Next up: Gym. Physical fitness is important, and an hour per day (or every other day) is pretty good, all things considered. But again, what are your goals? If you are simply trying to stay active, you can certainly optimize for time. (Try doing burpees for ten minutes a day if you don’t believe me.) Now your goal might just be “I want to stay active in a social, fun setting”, which is fine (burpees are not either of these things)! But it’s important to be specific and honest about what you want and why you want it while budgeting your time and setting your priorities.

Okay, now it’s time to fill in the gaps for fighting games. Based on your priorities, you’ve left fighting games to get whatever time is left after the other needs are satisfied; for the purposes of this essay, let’s assume that your time allocation is fixed and that you have, at most, three hours of fighting game time a week, and maybe time to attend a local if you’re willing to eat into your art time that day. So that’s our budget, and now we need to identify our goals.

Goals, priorities, and compromise

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High priority.

Setting goals is an important part of being a fighting game player, especially if you want to stick around for a long time. But most players don’t come in with goals, or if they do, they aren’t particularly useful (think either “I want to win Evo” or “I want to not get double perfected at Evo”) goals. So they spend a lot of time playing a lot to get better at fighting games, but they have a hard time seeing themselves actually getting better, because:

  1. Competitive results are often highly unreliable
  2. Everyone around them is also getting better
  3. They remember the losses more than the wins

Goals are important because it is in seeing our work towards the goals that we can tell that we’re getting better. If you hit the goal, great! If you didn’t, you should still be able to see yourself getting closer and closer. So how do we set some productive goals? Let me walk you through some of my experience and see if this helps.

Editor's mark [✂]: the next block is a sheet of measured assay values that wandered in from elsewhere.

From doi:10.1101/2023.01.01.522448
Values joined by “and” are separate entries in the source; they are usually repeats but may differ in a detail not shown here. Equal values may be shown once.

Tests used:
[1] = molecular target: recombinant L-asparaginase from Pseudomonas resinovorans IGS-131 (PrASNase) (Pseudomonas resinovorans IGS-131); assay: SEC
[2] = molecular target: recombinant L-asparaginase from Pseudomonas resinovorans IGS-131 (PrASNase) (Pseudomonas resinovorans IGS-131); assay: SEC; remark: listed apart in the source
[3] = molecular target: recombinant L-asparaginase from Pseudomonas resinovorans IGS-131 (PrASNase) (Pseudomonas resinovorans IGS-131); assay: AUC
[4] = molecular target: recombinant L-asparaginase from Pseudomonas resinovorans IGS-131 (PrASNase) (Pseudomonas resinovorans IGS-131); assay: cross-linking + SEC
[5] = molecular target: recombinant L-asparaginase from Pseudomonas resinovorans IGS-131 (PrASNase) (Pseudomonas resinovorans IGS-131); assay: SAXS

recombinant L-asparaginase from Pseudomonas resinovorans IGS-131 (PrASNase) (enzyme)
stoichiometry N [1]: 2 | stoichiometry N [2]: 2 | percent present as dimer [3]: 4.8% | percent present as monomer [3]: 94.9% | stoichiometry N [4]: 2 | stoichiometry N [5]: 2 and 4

When I started getting back into competitive Guilty Gear a few years ago, my goal was to make it out of pools at a major tournament. It seemed reasonable, at the time; I often fell short around Losers Semifinals/Finals in pools, so I figured with a bit more work and matchup study I could pull it off.

Fun fact: I haven’t actually pulled this off yet! And despite that, I know I’m getting stronger as a player. The problem isn’t me, it’s the goal.

“I want to make it out of pools” doesn’t tell me how to spend my time, just that I should spend time, and if I’m not making it out of pools, I should be spending more time.

“I want to make it out of pools” doesn’t account for who’s in my pool, the character matchups, or even the relative size of the tournament.

“I want to make it out of pools” doesn’t account for the fact that people who are still competing in Guilty Gear tournaments between now and when I first set that as my goal are all generally badasses who have also been getting better as well.

Productive goals aren’t there to make me feel guilty about not practicing. Productive goals are there to make me feel good about practicing. “I want to make it out of pools” isn’t a productive goal, it’s a milestone that I’ll hit when I’ve gotten good enough.

So it sounds like what you need to do is figure out the goals that will help you feel good about your three hours a week.

Three hours and a local

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Imagine if you could throw knives at someone for three hours straight and have them all hit at the same moment.